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What we learn about the characters of Cleopatra, Enobarbus and Antony

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Prepare a critical analysis of this section of the play (the description of the barge), focusing on: The language use What we learn about the characters of Cleopatra, Enobarbus and Antony How this section relates to the play as a whole In this extract Enobarbus is relishing the attention of his fellow Roman soldiers as he recounts the spectacular first meeting between Cleopatra and Antony. He chooses a highly poetic, descriptive vocabulary to paint a picture of the extravagant sight of Cleopatra's barge on its stately voyage down the river, bringing the sights, sounds and colours vividly to life for his spellbound audience. The opening lines of the extract show the dominant position Cleopatra holds in his memory: "she pursued up his heart". The verb suggests that Cleopatra was the active participant in the love affair with Antony, revealing her predatory sexuality and supreme confidence in her own power and attractions. Agrippa's interjections take the form of awestruck exclamations, revealing the extent of curiosity about the exotic lifestyle in Egypt that the Roman soldiers can usually only speculate about. ...read more.


Enobarbus makes it clear that Antony was slighted by Cleopatra's highly theatrical entrance, and the triumvir actually comes across as a pathetic figure, sitting alone in the market place during the celebrations when even the air itself "had gone to gaze on Cleopatra". She took the dominant role in their relationship by refusing Antony's invitation to dine, and the fact that Enobarbus makes no effort to hide this from Caesar's loyal followers, suggests both his respectful attitude to the power Cleopatra exerts over all men and his pained contempt for Antony's weakness which eventually leads to his defection. The variety of emotions which Cleopatra evokes is also evident in Agrippa's interjection: "She made great Caesar lay his sword to bed. He ploughed her, and she cropp'd" The adjective "great" signifies the power of her sexuality, which has now enthralled two leaders of the Roman Empire, yet there is also an implicit criticism of her emasculating effect as her partners turn from their duty and tarnish their great military reputations. ...read more.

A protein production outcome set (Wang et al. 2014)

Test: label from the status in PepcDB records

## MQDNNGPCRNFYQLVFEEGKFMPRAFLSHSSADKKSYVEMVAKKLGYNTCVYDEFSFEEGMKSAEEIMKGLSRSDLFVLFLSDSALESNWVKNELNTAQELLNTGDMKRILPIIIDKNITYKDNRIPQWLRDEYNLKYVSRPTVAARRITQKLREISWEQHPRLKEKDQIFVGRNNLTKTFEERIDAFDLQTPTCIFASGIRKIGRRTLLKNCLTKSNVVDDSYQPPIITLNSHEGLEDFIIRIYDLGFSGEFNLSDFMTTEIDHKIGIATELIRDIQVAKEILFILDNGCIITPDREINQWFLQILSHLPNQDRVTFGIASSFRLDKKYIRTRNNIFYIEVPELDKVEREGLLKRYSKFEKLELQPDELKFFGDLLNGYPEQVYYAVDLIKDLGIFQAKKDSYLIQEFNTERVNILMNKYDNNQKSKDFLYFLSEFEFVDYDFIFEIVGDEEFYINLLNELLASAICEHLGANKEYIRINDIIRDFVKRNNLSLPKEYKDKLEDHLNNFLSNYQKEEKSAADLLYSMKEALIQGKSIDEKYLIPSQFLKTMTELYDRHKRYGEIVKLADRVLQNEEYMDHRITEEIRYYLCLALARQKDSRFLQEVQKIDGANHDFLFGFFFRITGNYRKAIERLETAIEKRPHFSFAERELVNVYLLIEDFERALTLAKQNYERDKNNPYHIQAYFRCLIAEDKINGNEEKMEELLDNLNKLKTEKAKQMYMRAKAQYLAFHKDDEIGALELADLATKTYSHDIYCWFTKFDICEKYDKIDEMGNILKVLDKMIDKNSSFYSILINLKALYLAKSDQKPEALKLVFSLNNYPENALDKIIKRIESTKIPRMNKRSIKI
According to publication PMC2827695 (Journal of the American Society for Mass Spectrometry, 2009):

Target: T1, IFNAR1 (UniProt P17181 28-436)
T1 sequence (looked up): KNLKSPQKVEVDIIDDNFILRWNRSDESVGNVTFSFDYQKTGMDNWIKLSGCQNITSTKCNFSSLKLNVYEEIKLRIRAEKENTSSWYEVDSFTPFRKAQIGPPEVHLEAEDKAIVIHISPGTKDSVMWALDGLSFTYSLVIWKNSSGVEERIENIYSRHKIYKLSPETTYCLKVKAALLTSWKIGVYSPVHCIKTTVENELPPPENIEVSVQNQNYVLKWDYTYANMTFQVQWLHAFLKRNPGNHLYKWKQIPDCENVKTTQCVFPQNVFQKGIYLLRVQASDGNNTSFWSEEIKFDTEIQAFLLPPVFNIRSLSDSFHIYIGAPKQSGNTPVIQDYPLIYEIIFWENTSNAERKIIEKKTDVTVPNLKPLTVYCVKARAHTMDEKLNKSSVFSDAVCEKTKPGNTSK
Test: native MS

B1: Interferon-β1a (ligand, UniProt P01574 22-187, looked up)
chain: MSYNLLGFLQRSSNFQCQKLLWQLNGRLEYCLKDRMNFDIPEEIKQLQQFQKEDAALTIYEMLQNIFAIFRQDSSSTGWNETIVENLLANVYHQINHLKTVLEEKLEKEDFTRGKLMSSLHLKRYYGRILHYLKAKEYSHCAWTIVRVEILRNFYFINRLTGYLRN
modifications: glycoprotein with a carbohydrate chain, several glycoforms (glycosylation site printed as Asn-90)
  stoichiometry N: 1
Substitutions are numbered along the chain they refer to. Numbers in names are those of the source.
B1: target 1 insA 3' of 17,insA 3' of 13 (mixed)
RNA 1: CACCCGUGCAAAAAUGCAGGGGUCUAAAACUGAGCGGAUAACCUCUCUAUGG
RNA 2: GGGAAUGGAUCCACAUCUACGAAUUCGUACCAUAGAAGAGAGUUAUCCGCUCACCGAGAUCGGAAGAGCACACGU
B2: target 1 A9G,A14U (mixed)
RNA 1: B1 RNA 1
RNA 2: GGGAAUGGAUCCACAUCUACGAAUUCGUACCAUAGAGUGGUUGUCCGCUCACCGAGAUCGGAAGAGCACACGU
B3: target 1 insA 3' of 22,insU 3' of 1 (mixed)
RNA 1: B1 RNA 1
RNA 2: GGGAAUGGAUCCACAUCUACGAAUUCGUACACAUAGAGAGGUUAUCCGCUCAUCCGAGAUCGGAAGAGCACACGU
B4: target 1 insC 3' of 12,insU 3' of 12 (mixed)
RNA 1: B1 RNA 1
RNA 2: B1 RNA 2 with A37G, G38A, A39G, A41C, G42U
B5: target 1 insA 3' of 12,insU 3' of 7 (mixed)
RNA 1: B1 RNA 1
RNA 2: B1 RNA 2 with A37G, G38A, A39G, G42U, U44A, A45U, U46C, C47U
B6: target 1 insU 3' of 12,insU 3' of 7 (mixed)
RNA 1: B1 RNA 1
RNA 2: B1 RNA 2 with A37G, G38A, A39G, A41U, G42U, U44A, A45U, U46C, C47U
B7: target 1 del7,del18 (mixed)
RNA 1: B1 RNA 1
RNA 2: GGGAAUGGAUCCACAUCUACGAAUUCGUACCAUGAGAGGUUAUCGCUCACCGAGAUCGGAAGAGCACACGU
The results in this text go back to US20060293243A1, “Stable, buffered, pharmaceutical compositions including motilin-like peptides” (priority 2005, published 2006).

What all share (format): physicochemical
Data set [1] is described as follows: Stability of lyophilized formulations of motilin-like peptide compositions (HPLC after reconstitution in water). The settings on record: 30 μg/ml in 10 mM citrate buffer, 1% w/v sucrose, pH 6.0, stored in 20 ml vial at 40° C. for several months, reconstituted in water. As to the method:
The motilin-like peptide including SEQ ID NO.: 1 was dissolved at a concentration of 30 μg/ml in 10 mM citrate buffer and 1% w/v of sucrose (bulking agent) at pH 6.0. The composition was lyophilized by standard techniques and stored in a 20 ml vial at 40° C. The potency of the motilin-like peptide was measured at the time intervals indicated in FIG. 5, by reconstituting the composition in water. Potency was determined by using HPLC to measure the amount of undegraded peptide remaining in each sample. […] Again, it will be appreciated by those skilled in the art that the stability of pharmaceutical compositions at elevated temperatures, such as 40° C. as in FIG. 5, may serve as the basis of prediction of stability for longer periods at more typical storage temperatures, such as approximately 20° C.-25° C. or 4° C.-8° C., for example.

The thing that comes through most strongly from this passage is the cunning and artifice of Cleopatra's carefully staged meeting with Antony. She has gone to extreme measures to flaunt her wealth and beauty in front of her people and the entourage from Rome. Enobarbus refers to her: "O'erpicturing that Venus where we see The fancy outwork nature" Here Shakespeare reveals Cleopatra's vanity and implies the elaborate costume and make up she affected for her role. The artificial is said to outshine the work of nature, which is intended as a compliment but reveals Cleopatra's reliance on her s****l allure and beauty to keep her in her powerful position, straddling the domains of Egypt and Rome. Her reliance on her sexuality, which will clearly wane with age, perhaps explains the strength of her jealousy against the younger Octavia, and even her test of Antony's loyalty during the battle with Octavius, which has such tragic consequences for his own honour and pride. Self-doubt and the ageing process could be seen at the heart of the tragic downfall of both protagonists, and in the excessively sumptuous river journey the audience see how hard Cleopatra has worked for her status. ...read more.

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